Thursday, October 21, 2010

❏This vs That ❐: Christianity vs. Judaism

Welcome to Thursday's

Christianity has a close relationship with Judaism, both historically and theologically. Jesus, the twelve disciples, the author of most of the New Testament, and the members of the earliest Christian churches were all Jews. Jesus' family followed Jewish customs and Jesus frequently quoted the Hebrew Bible. Jesus' followers believed him to be the messiah, a Jewish figure predicted in the Jewish Bible.

Despite its Jewish origins, it was not long before Christianity regarded itself as something other than a new Jewish sect. The first Christian council, convened by the apostles, concluded that pagan converts to Christianity did not have to follow Jewish ritual laws. Soon, converts to Christianity were almost exclusively pagans and Christianity moved further away from Judaism.
In the 2,000 years of history since Jesus, the relationship between Christianity and the ancient faith in which it is rooted has often been strained. Christians have criticized Jews for rejecting Jesus as their messiah, and Jews have criticized Christians for corrupting the concept of one God and following a false messiah. The New Testamant reports that Jews were the first to persecute Christians, and after Christians became the more powerful group, they frequently persecuted Jews.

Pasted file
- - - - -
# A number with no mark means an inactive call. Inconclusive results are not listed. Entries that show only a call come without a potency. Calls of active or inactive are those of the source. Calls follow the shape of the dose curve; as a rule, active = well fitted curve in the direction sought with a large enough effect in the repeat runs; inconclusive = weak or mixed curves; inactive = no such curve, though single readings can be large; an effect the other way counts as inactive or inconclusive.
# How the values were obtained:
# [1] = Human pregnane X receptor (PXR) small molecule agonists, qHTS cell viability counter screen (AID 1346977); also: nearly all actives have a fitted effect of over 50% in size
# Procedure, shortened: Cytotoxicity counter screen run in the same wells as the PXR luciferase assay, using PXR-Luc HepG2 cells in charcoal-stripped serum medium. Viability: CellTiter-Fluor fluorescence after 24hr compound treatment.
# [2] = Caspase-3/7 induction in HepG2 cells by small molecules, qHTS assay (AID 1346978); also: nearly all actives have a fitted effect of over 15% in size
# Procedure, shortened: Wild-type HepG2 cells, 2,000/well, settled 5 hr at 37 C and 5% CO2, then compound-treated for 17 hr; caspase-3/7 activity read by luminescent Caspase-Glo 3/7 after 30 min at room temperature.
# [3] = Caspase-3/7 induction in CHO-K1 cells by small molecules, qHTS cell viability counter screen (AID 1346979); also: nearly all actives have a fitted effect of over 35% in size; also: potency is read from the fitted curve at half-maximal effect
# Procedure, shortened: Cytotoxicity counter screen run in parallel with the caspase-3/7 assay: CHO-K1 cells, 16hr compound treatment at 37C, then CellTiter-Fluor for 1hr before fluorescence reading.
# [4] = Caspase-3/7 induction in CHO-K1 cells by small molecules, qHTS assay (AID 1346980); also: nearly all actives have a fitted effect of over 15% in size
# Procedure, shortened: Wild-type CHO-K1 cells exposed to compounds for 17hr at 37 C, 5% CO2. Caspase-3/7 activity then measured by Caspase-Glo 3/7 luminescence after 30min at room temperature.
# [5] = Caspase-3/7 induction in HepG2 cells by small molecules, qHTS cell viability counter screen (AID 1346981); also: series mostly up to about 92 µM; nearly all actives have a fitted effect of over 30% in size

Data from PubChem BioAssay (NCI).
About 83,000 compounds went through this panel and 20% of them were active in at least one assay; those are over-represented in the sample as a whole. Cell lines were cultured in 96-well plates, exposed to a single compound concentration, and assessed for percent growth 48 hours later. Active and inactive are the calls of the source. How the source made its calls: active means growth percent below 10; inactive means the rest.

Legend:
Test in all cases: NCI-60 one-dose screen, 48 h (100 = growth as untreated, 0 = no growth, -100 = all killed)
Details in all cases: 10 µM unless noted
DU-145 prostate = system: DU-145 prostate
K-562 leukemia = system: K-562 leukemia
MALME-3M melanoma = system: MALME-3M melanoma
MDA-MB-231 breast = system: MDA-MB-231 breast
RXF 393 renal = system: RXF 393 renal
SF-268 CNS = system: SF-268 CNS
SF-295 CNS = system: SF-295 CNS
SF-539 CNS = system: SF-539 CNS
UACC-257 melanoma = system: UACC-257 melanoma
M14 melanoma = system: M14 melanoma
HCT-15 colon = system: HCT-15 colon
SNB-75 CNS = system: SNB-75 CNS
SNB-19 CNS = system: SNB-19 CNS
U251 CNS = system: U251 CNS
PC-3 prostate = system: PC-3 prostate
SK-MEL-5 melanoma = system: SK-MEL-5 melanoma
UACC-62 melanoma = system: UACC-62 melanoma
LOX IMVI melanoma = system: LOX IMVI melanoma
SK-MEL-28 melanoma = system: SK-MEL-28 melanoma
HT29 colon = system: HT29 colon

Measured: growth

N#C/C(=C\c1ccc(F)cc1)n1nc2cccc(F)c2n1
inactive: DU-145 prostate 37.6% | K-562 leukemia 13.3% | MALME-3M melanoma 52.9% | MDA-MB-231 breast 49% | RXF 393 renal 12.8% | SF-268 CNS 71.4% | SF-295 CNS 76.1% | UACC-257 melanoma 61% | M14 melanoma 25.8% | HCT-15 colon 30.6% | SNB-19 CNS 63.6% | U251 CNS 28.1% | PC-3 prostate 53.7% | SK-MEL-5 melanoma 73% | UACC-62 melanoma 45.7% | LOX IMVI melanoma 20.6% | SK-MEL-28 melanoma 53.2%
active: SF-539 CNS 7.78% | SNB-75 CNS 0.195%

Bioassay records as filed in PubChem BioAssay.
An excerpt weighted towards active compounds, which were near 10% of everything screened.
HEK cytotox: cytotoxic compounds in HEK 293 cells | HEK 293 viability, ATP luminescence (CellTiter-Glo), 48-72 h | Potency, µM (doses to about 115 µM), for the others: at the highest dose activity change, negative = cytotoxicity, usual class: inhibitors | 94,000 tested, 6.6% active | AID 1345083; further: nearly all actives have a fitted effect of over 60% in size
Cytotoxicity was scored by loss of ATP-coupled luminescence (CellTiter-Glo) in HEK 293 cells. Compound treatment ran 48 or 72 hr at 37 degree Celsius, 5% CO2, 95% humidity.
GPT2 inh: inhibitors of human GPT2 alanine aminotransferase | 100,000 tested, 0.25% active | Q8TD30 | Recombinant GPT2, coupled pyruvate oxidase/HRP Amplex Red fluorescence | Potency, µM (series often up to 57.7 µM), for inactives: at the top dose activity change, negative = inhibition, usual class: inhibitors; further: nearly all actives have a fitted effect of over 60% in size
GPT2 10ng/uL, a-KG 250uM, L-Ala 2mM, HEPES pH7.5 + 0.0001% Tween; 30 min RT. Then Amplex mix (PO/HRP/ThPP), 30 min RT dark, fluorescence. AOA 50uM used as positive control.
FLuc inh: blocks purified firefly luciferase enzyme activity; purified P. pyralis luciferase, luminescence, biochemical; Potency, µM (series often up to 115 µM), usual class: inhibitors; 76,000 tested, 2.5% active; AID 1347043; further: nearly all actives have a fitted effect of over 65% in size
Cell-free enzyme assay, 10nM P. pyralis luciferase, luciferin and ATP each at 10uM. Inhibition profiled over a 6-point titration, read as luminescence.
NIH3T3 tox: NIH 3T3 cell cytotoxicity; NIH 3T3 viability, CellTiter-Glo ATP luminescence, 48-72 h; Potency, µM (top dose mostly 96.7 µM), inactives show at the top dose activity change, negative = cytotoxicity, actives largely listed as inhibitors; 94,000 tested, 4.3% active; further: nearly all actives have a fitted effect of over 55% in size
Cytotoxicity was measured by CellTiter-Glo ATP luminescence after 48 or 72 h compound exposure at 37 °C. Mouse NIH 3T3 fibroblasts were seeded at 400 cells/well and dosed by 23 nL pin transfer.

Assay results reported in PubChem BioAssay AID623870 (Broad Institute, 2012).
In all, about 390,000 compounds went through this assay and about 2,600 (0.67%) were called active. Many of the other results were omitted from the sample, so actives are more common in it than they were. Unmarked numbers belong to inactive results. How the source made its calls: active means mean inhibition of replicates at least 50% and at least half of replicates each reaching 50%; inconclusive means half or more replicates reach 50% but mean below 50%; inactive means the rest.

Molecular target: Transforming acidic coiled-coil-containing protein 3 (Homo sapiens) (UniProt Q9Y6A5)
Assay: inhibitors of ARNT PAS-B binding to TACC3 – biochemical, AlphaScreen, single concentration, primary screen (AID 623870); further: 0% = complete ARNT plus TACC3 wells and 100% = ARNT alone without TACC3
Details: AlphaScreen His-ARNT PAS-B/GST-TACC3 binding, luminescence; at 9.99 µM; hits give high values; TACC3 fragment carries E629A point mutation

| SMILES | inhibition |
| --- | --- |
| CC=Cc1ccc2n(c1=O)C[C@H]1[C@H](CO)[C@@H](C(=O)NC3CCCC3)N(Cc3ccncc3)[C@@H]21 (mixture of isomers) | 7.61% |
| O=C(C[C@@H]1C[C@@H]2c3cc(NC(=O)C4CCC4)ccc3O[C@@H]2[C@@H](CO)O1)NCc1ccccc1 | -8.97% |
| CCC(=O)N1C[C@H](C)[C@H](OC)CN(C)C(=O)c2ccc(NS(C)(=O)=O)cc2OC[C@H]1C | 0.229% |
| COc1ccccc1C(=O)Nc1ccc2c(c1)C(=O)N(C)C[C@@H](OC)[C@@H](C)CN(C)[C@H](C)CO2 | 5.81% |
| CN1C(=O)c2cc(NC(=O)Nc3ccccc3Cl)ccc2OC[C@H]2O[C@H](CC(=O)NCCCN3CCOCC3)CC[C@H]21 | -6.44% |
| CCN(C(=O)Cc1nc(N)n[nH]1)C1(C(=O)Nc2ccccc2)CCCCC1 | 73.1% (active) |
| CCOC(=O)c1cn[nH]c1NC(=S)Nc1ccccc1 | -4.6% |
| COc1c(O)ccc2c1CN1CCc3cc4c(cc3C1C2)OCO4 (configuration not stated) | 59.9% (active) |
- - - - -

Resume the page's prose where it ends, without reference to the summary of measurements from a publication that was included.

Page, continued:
Today, theological disagreements between Christians and Jews remain, but efforts are being made towards greater understanding and respect between the two great faiths. The following charts compares the origins, beliefs and practices of Christianity and Judaism.

A while vs. Awhile

A while is a noun meaning “a length of time”
  • “I slept for a while.”
    - (compare with “I slept for a bit” and “I slept for three hours”)
  • “I was away from my desk for a while.” - (compare with “I was away from my desk for two minutes”)
Awhile is an adverb, meaning “for a time,” or literally, “for a while”.
  • “I slept awhile before dinner.”
    (compare with “I slept deeply before dinner” and “I slept badly before dinner”.)
As you can see, the words can be used almost interchangeably in some cases – but a while needs to be accompanied by a preposition, such as “for” (“I slept for a while”) or “ago” (“I left work a while ago”). Awhile always means “for a while”.

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